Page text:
28 March 2011 The vital role of new information technology in responding rapidly to sudden onset emergencies is highlighted in a new United Nations study released today, identifying best practice and lessons learned from last year’s devastating Haitian earthquake.
“The challenge is to improve coordination between the structured humanitarian system and the relatively loosely organized volunteer and technical communities,” UN Under-Secretary-General for Humanitarian Affairs and Emergency Relief Coordinator Valerie Amos said at the report’s launch in Dubai, United Arab Emirates (UAE).
“This report illustrates a potential way forward. Without direct collaboration with humanitarian organizations, volunteer and technical communities run the risk of mapping needs without being able to make sure that these needs can be met.”
The study, Disaster Relief 2.0: The Future of Information Sharing in Humanitarian Emergencies, launched at the Dubai International Humanitarian Aid & Development Conference 2011, analyzes how the humanitarian and emerging volunteer and technical communities collaborated in the aftermath of the Haitian quake that killed more than 200,000 people and made 1.3 million more homeless, and recommends ways to improve coordination in future emergencies.
Commissioned by the UN Office for the Coordination of Humanitarian Affairs (OCHA), the UN Foundation and Vodafone Foundation, it was written by researchers led by John Crowley at the Harvard Humanitarian Initiative, based on interviews with some 40 technology and humanitarian experts, many of whom responded to the Haitian quake.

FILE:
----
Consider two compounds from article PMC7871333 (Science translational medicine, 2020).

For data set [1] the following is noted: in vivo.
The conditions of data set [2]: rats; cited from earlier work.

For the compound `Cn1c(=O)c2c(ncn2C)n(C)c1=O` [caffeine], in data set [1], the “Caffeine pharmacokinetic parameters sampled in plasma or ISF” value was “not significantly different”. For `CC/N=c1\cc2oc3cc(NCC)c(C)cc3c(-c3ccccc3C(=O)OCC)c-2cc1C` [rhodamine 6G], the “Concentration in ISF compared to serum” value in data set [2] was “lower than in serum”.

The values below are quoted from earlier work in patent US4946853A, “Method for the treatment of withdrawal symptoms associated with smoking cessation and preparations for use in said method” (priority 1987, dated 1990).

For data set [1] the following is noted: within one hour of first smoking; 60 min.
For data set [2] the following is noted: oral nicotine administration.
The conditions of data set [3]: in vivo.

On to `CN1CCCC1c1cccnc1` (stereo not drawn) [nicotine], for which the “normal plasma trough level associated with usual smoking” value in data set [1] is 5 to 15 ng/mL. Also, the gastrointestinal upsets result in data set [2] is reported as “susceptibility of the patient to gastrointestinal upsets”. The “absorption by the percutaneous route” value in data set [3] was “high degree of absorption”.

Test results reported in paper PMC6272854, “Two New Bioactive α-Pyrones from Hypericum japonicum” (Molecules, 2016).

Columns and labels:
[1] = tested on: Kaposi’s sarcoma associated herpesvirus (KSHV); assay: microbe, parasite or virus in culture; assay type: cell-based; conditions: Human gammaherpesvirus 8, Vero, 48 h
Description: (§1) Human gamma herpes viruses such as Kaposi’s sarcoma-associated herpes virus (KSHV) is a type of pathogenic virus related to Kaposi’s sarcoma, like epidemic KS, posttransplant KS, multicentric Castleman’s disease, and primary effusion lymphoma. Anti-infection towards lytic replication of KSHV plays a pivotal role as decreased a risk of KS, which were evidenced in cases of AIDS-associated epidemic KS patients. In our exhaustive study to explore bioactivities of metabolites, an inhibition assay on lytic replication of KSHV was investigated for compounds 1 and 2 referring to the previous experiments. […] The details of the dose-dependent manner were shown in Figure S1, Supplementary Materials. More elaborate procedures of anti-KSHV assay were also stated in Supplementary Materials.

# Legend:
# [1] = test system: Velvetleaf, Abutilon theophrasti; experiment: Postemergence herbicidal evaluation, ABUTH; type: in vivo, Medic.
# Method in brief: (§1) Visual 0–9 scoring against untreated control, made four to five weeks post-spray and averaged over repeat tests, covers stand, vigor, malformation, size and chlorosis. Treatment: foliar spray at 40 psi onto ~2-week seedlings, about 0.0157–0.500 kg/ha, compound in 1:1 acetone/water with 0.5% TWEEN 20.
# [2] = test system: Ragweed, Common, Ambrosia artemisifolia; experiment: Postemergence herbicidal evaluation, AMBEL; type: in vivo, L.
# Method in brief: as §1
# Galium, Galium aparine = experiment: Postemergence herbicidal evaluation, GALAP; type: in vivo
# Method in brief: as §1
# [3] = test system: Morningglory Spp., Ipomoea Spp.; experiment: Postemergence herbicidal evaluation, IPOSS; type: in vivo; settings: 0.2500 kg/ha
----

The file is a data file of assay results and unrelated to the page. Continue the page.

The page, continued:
UN Foundation Chairman Ted Turner noted that the quake showed that interconnected people were increasingly central to emergency response and recovery. “Haitians trapped under rubble used text messaging to send peas for help,” he wrote in a foreword. “Concerned citizens worldwide engaged in a variety of ways, from sending in donations via SMS to using shared networks to translate and map requests for assistance.
“Powered by cloud-, crowd-, and SMS-based technologies, individuals can now engage in disaster responses at an unprecedented level.”
The report spells out how hundreds of geo-spatial information systems experts used fresh satellite imagery to rebuild missing maps of Haiti and plot a picture of the changed reality on the ground, an essential elements that provided much of the street-level mapping data used for logistics and camp management.
“Humanitarian crises from Libya to Japan remind us that fast and accurate information is imperative in effective emergency response efforts,” UN Foundation chief executive officer Kathy Calvin said. “Today’s increased access to collaborative technologies and networks presents an important innovation milestone and an opportunity to rethink how data about urgent humanitarian needs are gathered, processed and shared.”
Ms. Amos underscored the role of technology in her opening address to the Dubai conference. “In a world awash with information, one of the biggest challenges is to pinpoint the right information to enable us to make good decisions,” she said. “More than ever, our collective energy, resources and efforts are needed to strengthen our humanitarian response capacity. The emphasis this conference is placing on new technologies is very appropriate.”
Ms. Amos also met with Princess Haya Bint Al Hussein of Jordan, wife of Sheikh Mohammed Bin Rashid Al Maktoum, UAE Vice-President and Prime Minister and Ruler of Dubai, to thank her for her strong support and deep engagement in humanitarian affairs.
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